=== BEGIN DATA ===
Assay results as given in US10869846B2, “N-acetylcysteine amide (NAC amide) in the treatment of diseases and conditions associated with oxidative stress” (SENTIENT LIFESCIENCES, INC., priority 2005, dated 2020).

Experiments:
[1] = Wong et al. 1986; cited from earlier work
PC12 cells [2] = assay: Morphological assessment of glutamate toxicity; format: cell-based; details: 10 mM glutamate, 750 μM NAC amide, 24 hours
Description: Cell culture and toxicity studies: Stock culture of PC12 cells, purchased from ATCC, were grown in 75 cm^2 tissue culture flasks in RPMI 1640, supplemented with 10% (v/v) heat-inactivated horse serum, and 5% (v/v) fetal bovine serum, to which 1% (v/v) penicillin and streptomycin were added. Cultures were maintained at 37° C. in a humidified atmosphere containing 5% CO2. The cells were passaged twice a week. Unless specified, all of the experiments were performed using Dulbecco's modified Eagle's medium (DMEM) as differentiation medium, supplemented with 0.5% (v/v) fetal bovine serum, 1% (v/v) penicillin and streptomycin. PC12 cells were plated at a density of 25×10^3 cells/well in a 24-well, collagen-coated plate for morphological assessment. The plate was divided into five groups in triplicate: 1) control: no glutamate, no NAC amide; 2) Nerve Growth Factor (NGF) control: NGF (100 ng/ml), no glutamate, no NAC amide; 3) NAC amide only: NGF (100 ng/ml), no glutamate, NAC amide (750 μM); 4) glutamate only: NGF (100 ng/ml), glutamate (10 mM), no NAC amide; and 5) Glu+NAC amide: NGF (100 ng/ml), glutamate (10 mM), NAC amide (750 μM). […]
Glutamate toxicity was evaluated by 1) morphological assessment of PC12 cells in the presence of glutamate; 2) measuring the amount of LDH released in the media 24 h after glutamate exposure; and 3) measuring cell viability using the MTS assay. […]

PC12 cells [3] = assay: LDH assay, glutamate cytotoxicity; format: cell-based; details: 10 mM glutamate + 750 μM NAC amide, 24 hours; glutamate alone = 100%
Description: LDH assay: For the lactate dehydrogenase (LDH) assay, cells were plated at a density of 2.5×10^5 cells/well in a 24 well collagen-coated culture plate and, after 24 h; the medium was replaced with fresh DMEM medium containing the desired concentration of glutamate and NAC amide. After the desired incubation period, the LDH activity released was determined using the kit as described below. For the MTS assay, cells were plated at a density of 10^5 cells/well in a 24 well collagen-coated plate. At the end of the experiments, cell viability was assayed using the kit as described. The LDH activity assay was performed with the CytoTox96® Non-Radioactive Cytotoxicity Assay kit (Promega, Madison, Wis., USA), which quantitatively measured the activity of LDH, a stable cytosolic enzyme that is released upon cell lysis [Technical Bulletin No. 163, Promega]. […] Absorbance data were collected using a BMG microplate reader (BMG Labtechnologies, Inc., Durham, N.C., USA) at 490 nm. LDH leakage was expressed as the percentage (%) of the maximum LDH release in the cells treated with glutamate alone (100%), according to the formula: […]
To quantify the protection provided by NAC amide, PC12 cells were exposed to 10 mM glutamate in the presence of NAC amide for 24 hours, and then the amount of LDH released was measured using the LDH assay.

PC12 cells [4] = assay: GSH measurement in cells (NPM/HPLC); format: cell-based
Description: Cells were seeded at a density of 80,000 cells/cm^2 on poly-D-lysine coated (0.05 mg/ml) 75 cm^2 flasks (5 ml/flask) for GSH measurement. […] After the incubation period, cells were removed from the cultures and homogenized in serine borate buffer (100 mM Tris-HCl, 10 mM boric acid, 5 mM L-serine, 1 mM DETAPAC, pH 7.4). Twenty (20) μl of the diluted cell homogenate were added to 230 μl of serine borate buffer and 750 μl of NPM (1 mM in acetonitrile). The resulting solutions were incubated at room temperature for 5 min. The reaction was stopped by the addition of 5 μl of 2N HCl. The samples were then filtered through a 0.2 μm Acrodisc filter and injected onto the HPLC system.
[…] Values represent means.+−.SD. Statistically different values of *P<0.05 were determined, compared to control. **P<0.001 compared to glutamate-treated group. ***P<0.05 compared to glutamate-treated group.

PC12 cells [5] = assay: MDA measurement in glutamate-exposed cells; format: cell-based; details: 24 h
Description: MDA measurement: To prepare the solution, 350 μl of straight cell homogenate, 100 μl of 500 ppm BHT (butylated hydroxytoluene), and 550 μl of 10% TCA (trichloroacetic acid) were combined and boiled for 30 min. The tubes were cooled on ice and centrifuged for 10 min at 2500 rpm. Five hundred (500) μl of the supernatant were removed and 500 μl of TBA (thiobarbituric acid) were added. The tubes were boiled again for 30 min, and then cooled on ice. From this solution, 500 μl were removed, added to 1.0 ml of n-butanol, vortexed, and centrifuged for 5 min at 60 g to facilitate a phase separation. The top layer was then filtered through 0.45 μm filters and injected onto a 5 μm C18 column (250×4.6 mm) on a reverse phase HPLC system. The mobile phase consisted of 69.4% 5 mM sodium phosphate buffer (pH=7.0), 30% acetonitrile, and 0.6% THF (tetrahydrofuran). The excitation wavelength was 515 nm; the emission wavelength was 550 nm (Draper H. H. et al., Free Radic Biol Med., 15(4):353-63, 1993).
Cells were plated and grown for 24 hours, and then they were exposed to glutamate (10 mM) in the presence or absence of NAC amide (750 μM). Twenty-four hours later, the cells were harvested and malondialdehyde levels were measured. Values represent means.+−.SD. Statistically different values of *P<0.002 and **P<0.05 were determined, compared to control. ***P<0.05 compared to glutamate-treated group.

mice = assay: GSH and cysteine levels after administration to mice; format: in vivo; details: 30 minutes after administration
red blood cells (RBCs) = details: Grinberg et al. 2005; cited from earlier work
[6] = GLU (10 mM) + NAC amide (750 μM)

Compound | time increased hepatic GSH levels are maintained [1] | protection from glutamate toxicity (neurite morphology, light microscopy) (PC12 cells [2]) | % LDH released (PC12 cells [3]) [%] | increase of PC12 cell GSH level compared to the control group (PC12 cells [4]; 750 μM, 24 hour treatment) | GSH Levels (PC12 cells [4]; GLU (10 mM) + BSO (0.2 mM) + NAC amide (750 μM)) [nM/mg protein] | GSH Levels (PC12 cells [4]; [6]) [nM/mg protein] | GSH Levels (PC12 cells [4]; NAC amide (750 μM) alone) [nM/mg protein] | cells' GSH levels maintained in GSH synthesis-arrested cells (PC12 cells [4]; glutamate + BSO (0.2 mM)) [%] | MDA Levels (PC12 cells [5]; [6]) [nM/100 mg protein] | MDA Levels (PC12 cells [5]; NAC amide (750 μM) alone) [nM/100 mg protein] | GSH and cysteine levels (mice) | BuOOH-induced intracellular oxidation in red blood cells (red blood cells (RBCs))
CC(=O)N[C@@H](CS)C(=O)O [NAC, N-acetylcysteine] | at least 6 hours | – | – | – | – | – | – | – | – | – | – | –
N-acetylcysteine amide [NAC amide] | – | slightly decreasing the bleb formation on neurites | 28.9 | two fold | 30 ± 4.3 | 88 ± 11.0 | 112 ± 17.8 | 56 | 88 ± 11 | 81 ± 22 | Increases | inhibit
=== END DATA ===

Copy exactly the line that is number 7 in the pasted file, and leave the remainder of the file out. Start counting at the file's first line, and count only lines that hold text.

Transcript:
PC12 cells [3] = assay: LDH assay, glutamate cytotoxicity; format: cell-based; details: 10 mM glutamate + 750 μM NAC amide, 24 hours; glutamate alone = 100%